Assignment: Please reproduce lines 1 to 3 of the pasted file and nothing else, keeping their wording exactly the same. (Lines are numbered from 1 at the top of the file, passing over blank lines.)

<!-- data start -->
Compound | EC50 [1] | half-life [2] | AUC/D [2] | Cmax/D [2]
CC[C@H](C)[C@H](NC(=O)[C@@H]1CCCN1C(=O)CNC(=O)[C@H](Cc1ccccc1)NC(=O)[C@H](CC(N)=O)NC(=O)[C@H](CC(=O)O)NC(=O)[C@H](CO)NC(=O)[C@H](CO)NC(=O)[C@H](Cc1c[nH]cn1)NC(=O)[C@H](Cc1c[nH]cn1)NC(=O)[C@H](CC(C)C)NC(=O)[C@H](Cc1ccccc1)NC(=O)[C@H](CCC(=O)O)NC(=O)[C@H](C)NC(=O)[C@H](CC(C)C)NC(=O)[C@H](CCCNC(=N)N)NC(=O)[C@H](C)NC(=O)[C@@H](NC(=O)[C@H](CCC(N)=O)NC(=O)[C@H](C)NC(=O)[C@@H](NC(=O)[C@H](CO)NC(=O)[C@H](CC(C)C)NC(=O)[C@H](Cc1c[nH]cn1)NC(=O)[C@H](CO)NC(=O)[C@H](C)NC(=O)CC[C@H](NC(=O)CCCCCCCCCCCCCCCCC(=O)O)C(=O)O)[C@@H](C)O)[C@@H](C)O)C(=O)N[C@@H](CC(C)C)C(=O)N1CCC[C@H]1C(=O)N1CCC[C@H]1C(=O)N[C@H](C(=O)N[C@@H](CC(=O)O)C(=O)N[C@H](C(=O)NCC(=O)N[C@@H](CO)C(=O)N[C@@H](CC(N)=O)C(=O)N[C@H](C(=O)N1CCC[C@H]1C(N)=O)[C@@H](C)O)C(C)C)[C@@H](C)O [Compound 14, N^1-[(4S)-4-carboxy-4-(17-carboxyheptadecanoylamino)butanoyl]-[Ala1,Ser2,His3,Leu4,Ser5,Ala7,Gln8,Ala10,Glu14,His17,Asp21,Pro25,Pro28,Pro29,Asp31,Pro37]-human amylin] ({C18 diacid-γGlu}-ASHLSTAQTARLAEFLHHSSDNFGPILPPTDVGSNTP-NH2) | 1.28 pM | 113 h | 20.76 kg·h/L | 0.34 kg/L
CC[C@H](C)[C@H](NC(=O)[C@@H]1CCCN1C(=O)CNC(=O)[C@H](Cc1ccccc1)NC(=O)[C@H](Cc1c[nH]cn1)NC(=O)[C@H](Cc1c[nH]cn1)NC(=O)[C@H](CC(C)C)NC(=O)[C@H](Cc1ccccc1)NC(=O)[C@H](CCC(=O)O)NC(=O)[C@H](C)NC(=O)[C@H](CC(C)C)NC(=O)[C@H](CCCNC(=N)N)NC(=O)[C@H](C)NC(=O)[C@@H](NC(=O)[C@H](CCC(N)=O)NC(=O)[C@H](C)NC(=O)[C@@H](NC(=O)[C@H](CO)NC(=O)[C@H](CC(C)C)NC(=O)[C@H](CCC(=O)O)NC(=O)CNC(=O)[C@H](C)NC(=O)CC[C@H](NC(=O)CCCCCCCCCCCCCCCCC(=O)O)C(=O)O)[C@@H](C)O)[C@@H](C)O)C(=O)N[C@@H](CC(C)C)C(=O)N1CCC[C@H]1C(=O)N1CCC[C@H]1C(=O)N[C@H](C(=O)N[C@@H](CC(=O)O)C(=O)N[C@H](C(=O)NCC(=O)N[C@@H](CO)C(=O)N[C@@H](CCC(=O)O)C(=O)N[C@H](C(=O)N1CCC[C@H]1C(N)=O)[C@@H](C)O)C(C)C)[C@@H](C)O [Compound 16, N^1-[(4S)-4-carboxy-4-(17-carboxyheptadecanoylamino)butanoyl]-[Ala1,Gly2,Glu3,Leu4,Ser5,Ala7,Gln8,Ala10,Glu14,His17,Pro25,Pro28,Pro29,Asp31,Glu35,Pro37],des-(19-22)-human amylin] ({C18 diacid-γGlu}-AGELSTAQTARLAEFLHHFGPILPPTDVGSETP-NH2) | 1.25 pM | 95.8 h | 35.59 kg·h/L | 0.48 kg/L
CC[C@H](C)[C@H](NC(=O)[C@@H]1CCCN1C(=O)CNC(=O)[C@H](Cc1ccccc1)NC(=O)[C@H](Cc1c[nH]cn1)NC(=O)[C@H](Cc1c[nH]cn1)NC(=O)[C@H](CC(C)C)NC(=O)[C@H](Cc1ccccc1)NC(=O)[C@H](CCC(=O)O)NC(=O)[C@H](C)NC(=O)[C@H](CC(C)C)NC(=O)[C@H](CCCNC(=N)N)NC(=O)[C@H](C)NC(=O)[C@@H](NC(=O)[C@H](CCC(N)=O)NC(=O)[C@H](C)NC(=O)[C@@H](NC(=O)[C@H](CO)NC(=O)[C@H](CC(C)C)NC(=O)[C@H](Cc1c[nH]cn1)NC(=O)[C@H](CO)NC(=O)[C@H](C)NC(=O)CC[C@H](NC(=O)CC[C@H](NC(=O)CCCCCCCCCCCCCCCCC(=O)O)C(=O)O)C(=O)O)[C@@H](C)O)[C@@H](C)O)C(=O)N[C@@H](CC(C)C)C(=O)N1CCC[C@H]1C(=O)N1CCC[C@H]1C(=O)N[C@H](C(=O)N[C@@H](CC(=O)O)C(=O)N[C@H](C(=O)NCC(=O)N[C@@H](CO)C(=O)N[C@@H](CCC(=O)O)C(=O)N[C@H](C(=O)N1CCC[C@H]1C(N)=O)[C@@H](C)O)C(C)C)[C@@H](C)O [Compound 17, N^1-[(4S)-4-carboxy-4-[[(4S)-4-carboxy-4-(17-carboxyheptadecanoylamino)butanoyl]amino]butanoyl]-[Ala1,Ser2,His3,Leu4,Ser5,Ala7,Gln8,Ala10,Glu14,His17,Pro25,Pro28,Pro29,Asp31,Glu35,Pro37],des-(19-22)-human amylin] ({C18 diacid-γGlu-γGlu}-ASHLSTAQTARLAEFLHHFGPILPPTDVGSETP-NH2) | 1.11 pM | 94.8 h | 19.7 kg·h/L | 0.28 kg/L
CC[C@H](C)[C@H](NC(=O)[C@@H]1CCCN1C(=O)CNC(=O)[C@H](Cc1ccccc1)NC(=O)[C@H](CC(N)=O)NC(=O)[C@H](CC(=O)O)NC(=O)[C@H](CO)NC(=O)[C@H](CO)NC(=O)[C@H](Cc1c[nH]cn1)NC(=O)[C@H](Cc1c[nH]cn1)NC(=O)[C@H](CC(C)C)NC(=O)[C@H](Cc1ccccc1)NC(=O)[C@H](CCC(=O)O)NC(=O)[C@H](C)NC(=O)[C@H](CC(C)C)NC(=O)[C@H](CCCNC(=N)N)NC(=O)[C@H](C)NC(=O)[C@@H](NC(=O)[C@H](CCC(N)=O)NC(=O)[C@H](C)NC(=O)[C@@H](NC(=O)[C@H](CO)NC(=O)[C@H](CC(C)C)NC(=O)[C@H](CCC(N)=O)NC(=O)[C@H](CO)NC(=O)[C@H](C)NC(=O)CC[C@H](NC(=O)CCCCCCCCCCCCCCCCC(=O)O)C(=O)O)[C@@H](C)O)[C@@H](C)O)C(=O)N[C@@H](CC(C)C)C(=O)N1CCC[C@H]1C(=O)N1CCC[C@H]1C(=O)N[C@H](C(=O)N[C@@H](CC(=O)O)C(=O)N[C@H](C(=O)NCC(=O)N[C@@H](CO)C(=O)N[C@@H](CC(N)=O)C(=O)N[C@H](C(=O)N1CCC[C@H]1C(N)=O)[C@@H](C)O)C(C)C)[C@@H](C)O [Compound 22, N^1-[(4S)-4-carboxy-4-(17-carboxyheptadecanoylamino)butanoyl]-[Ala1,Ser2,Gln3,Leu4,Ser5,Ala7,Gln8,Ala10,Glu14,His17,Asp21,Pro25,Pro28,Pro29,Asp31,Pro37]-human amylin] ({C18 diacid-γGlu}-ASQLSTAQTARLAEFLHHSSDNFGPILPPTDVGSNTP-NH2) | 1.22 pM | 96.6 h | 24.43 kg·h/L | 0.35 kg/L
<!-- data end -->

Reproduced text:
Compound | EC50 [1] | half-life [2] | AUC/D [2] | Cmax/D [2]
CC[C@H](C)[C@H](NC(=O)[C@@H]1CCCN1C(=O)CNC(=O)[C@H](Cc1ccccc1)NC(=O)[C@H](CC(N)=O)NC(=O)[C@H](CC(=O)O)NC(=O)[C@H](CO)NC(=O)[C@H](CO)NC(=O)[C@H](Cc1c[nH]cn1)NC(=O)[C@H](Cc1c[nH]cn1)NC(=O)[C@H](CC(C)C)NC(=O)[C@H](Cc1ccccc1)NC(=O)[C@H](CCC(=O)O)NC(=O)[C@H](C)NC(=O)[C@H](CC(C)C)NC(=O)[C@H](CCCNC(=N)N)NC(=O)[C@H](C)NC(=O)[C@@H](NC(=O)[C@H](CCC(N)=O)NC(=O)[C@H](C)NC(=O)[C@@H](NC(=O)[C@H](CO)NC(=O)[C@H](CC(C)C)NC(=O)[C@H](Cc1c[nH]cn1)NC(=O)[C@H](CO)NC(=O)[C@H](C)NC(=O)CC[C@H](NC(=O)CCCCCCCCCCCCCCCCC(=O)O)C(=O)O)[C@@H](C)O)[C@@H](C)O)C(=O)N[C@@H](CC(C)C)C(=O)N1CCC[C@H]1C(=O)N1CCC[C@H]1C(=O)N[C@H](C(=O)N[C@@H](CC(=O)O)C(=O)N[C@H](C(=O)NCC(=O)N[C@@H](CO)C(=O)N[C@@H](CC(N)=O)C(=O)N[C@H](C(=O)N1CCC[C@H]1C(N)=O)[C@@H](C)O)C(C)C)[C@@H](C)O [Compound 14, N^1-[(4S)-4-carboxy-4-(17-carboxyheptadecanoylamino)butanoyl]-[Ala1,Ser2,His3,Leu4,Ser5,Ala7,Gln8,Ala10,Glu14,His17,Asp21,Pro25,Pro28,Pro29,Asp31,Pro37]-human amylin] ({C18 diacid-γGlu}-ASHLSTAQTARLAEFLHHSSDNFGPILPPTDVGSNTP-NH2) | 1.28 pM | 113 h | 20.76 kg·h/L | 0.34 kg/L
CC[C@H](C)[C@H](NC(=O)[C@@H]1CCCN1C(=O)CNC(=O)[C@H](Cc1ccccc1)NC(=O)[C@H](Cc1c[nH]cn1)NC(=O)[C@H](Cc1c[nH]cn1)NC(=O)[C@H](CC(C)C)NC(=O)[C@H](Cc1ccccc1)NC(=O)[C@H](CCC(=O)O)NC(=O)[C@H](C)NC(=O)[C@H](CC(C)C)NC(=O)[C@H](CCCNC(=N)N)NC(=O)[C@H](C)NC(=O)[C@@H](NC(=O)[C@H](CCC(N)=O)NC(=O)[C@H](C)NC(=O)[C@@H](NC(=O)[C@H](CO)NC(=O)[C@H](CC(C)C)NC(=O)[C@H](CCC(=O)O)NC(=O)CNC(=O)[C@H](C)NC(=O)CC[C@H](NC(=O)CCCCCCCCCCCCCCCCC(=O)O)C(=O)O)[C@@H](C)O)[C@@H](C)O)C(=O)N[C@@H](CC(C)C)C(=O)N1CCC[C@H]1C(=O)N1CCC[C@H]1C(=O)N[C@H](C(=O)N[C@@H](CC(=O)O)C(=O)N[C@H](C(=O)NCC(=O)N[C@@H](CO)C(=O)N[C@@H](CCC(=O)O)C(=O)N[C@H](C(=O)N1CCC[C@H]1C(N)=O)[C@@H](C)O)C(C)C)[C@@H](C)O [Compound 16, N^1-[(4S)-4-carboxy-4-(17-carboxyheptadecanoylamino)butanoyl]-[Ala1,Gly2,Glu3,Leu4,Ser5,Ala7,Gln8,Ala10,Glu14,His17,Pro25,Pro28,Pro29,Asp31,Glu35,Pro37],des-(19-22)-human amylin] ({C18 diacid-γGlu}-AGELSTAQTARLAEFLHHFGPILPPTDVGSETP-NH2) | 1.25 pM | 95.8 h | 35.59 kg·h/L | 0.48 kg/L